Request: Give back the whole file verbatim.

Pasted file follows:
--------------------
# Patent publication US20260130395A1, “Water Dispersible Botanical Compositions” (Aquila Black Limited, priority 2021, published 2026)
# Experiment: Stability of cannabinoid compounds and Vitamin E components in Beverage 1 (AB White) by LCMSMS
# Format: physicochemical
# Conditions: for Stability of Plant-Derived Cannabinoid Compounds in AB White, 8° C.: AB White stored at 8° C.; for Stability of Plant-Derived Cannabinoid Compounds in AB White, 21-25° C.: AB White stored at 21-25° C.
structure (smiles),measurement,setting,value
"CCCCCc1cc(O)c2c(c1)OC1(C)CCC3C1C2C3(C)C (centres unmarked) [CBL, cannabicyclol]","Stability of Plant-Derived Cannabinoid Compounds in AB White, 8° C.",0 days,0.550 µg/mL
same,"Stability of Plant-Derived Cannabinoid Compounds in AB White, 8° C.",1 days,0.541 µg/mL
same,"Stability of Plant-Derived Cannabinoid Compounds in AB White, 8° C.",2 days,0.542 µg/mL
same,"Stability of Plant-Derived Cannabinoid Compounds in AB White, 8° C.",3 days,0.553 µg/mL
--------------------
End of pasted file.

# Patent publication US20260130395A1, “Water Dispersible Botanical Compositions” (Aquila Black Limited, priority 2021, published 2026)
# Experiment: Stability of cannabinoid compounds and Vitamin E components in Beverage 1 (AB White) by LCMSMS
# Format: physicochemical
# Conditions: for Stability of Plant-Derived Cannabinoid Compounds in AB White, 8° C.: AB White stored at 8° C.; for Stability of Plant-Derived Cannabinoid Compounds in AB White, 21-25° C.: AB White stored at 21-25° C.
structure (smiles),measurement,setting,value
"CCCCCc1cc(O)c2c(c1)OC1(C)CCC3C1C2C3(C)C (centres unmarked) [CBL, cannabicyclol]","Stability of Plant-Derived Cannabinoid Compounds in AB White, 8° C.",0 days,0.550 µg/mL
same,"Stability of Plant-Derived Cannabinoid Compounds in AB White, 8° C.",1 days,0.541 µg/mL
same,"Stability of Plant-Derived Cannabinoid Compounds in AB White, 8° C.",2 days,0.542 µg/mL
same,"Stability of Plant-Derived Cannabinoid Compounds in AB White, 8° C.",3 days,0.553 µg/mL